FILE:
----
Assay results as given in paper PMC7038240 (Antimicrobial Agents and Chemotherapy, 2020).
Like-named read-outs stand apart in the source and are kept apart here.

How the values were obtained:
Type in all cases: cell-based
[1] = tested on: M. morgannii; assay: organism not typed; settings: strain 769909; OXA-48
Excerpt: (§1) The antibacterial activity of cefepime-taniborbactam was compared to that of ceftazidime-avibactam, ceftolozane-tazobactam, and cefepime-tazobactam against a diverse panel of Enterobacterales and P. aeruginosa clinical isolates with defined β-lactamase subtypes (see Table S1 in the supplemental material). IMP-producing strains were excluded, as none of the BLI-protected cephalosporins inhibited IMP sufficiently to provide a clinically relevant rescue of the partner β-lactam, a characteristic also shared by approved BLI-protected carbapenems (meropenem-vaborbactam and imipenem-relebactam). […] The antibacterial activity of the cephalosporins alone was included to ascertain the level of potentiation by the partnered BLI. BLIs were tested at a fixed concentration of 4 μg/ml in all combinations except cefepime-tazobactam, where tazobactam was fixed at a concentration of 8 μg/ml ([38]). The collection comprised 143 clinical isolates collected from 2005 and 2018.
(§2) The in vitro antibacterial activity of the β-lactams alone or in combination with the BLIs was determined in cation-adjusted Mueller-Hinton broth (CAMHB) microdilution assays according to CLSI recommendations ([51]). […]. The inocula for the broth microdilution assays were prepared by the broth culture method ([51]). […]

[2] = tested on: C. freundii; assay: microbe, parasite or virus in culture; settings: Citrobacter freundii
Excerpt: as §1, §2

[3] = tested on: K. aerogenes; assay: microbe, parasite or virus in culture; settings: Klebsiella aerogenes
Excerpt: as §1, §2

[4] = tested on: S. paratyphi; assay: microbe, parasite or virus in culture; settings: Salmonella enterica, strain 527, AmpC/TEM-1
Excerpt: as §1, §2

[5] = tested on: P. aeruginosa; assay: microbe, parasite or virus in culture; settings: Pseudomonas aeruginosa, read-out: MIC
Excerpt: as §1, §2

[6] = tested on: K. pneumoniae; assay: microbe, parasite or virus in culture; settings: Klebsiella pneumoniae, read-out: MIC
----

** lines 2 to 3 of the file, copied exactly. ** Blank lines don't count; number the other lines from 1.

Like-named read-outs stand apart in the source and are kept apart here.

How the values were obtained: